Buffalo or Bison nickel?Prelude:
We the enlightened of the 21st century have a new type trend. We look for ways to correct the ignorance of those who came before us who were so limited in intelligence they were stuck using a horse and buggy technology, never invented an iPhone, and never once played a video game! So is our duty. Those of us having an iPhone in our pocket with which we literally have the world of knowledge at our fingertips, surely need to make corrections reflecting our level of intelligence.History:
In 1616, the French explorer Samuel De Champlain was shown a drawing and some animal skins by Indians of the Nipissin First Nation. Since Champlain was French, he, for some reason, decided it would not
be best to use, let's say, Egyptian or Sinhalese, to describe the animal since his writings were to be published in France. Champlain using his French native tongue (correctly) described/named the animal as a "buffalo" from the (correct) French word beouf meaning ox(like) or beef animal (beouf/beef animal.get it
However, Mr Champlain for some reason, was very unaware of what would happen more than 100 years after this event.
In 1735, another Frenchman named Carolus Linnaeus did something boring to most of us 21st century-enlightened people.
Instead of playing online games, Linnaeus, being an educated man, wasted his time in school not learning how to make an iPhone, but instead, as normally was required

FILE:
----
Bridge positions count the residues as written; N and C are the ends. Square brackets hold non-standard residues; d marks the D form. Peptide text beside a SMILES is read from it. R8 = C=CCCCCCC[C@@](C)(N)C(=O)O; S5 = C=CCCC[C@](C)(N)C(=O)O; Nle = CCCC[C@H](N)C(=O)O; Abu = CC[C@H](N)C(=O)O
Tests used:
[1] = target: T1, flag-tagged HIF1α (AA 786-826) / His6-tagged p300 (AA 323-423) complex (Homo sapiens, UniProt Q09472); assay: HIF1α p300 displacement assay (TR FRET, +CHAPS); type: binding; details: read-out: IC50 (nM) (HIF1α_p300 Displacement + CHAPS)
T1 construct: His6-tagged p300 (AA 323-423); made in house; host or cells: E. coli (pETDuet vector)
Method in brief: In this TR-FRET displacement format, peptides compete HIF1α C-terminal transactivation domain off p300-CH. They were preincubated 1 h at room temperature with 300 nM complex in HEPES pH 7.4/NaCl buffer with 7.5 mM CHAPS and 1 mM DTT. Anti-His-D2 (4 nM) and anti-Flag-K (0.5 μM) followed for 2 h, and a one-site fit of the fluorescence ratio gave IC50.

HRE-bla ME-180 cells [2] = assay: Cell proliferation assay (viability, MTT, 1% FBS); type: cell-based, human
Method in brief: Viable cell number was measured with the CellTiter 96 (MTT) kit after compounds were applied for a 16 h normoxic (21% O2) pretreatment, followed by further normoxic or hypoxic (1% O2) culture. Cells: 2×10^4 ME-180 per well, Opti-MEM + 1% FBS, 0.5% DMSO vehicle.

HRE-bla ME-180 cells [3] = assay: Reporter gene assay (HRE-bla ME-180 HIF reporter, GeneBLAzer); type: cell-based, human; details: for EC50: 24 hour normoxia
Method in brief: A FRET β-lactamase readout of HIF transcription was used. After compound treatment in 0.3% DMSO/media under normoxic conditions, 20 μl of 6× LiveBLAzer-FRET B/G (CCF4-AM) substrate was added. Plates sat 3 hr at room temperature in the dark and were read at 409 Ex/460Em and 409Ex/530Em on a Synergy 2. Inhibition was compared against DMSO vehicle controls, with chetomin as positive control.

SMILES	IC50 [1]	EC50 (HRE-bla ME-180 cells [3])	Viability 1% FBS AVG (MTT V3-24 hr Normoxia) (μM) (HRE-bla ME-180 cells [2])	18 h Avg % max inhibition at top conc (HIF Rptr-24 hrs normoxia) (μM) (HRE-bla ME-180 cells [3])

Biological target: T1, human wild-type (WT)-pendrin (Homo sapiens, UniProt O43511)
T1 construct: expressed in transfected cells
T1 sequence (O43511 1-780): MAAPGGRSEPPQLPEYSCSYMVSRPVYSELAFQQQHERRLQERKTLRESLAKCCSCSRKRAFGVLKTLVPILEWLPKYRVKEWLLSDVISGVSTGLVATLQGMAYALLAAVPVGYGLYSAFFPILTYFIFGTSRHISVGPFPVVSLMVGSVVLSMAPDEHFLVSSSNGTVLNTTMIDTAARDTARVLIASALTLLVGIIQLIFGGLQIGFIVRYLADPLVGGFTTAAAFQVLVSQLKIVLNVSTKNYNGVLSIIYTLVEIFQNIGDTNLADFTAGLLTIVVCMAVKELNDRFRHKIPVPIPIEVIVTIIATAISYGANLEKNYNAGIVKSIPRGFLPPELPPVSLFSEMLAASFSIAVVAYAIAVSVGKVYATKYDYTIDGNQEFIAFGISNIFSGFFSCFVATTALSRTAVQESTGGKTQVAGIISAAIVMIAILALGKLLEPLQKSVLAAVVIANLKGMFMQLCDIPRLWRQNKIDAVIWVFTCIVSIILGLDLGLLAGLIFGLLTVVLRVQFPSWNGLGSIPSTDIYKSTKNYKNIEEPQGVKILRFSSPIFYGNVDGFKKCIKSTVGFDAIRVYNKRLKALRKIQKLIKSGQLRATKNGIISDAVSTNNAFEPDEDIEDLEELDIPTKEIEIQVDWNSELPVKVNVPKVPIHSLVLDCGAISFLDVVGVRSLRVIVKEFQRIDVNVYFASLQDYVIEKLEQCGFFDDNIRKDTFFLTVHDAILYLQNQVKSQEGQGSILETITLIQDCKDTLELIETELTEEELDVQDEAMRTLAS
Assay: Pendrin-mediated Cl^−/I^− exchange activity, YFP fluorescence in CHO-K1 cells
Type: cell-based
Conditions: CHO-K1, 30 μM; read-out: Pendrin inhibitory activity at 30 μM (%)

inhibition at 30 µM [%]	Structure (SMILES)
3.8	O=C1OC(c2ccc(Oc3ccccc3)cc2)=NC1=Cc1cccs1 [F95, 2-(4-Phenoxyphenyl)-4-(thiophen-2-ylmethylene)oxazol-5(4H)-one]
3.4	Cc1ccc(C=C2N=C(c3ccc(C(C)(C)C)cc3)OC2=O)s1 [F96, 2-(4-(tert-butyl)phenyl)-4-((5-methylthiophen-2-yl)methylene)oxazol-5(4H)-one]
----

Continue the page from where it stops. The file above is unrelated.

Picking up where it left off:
in those times, took Latin and Greek...which we of the 21st don't waste time on learning b/c we know we don't need the amazing insight these languages provide into the actual words coming out of our mouths. With his wasted time and energy on Latin and Greek, Linnaeus invented binary taxonomy (what's that? It's one of those Equus caballus
and buggy technology era terms
), which is the universal system whereby all scientists
, regardless of their native languages, can identify the exact same organism using scientific
accuracy using only two terms called the genus and the species.
So the "common name" of, "buffalo," was first used to name/describe an animal found in the New World. The name/description was from a (correct) French term used by a learned French man: Beouf. There was no mistake made in the process. There was no current English term in North America at that time.
The only other existing type of buffalo, the European buffalo, also had not yet